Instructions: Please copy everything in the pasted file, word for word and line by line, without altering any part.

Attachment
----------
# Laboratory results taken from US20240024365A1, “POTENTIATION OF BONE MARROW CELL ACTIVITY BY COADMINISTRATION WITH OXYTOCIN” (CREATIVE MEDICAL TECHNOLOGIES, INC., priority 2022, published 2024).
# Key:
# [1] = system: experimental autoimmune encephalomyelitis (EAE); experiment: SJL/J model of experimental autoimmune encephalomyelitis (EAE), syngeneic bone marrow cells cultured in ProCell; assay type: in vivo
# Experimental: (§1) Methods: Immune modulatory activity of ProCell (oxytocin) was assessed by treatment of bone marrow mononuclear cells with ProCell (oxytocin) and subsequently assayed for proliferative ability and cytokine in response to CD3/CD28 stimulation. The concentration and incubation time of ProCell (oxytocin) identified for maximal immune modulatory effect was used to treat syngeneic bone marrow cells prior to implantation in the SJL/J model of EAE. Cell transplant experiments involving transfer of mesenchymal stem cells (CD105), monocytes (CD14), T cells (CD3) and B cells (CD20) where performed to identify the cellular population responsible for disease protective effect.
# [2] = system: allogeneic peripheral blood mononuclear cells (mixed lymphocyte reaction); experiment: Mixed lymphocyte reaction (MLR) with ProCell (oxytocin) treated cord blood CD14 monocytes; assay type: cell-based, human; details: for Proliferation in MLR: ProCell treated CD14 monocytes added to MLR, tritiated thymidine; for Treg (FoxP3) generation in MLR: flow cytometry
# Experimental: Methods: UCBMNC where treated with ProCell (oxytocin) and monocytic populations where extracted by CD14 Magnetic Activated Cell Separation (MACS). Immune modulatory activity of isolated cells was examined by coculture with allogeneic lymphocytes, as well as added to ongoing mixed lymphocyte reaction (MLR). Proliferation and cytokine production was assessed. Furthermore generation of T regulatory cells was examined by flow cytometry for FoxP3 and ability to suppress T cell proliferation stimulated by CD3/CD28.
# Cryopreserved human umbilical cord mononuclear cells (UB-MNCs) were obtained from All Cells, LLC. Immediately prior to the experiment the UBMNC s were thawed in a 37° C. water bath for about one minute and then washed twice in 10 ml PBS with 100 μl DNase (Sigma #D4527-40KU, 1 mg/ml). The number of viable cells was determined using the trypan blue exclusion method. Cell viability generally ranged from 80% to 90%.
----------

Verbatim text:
# Laboratory results taken from US20240024365A1, “POTENTIATION OF BONE MARROW CELL ACTIVITY BY COADMINISTRATION WITH OXYTOCIN” (CREATIVE MEDICAL TECHNOLOGIES, INC., priority 2022, published 2024).
# Key:
# [1] = system: experimental autoimmune encephalomyelitis (EAE); experiment: SJL/J model of experimental autoimmune encephalomyelitis (EAE), syngeneic bone marrow cells cultured in ProCell; assay type: in vivo
# Experimental: (§1) Methods: Immune modulatory activity of ProCell (oxytocin) was assessed by treatment of bone marrow mononuclear cells with ProCell (oxytocin) and subsequently assayed for proliferative ability and cytokine in response to CD3/CD28 stimulation. The concentration and incubation time of ProCell (oxytocin) identified for maximal immune modulatory effect was used to treat syngeneic bone marrow cells prior to implantation in the SJL/J model of EAE. Cell transplant experiments involving transfer of mesenchymal stem cells (CD105), monocytes (CD14), T cells (CD3) and B cells (CD20) where performed to identify the cellular population responsible for disease protective effect.
# [2] = system: allogeneic peripheral blood mononuclear cells (mixed lymphocyte reaction); experiment: Mixed lymphocyte reaction (MLR) with ProCell (oxytocin) treated cord blood CD14 monocytes; assay type: cell-based, human; details: for Proliferation in MLR: ProCell treated CD14 monocytes added to MLR, tritiated thymidine; for Treg (FoxP3) generation in MLR: flow cytometry
# Experimental: Methods: UCBMNC where treated with ProCell (oxytocin) and monocytic populations where extracted by CD14 Magnetic Activated Cell Separation (MACS). Immune modulatory activity of isolated cells was examined by coculture with allogeneic lymphocytes, as well as added to ongoing mixed lymphocyte reaction (MLR). Proliferation and cytokine production was assessed. Furthermore generation of T regulatory cells was examined by flow cytometry for FoxP3 and ability to suppress T cell proliferation stimulated by CD3/CD28.
# Cryopreserved human umbilical cord mononuclear cells (UB-MNCs) were obtained from All Cells, LLC. Immediately prior to the experiment the UBMNC s were thawed in a 37° C. water bath for about one minute and then washed twice in 10 ml PBS with 100 μl DNase (Sigma #D4527-40KU, 1 mg/ml). The number of viable cells was determined using the trypan blue exclusion method. Cell viability generally ranged from 80% to 90%.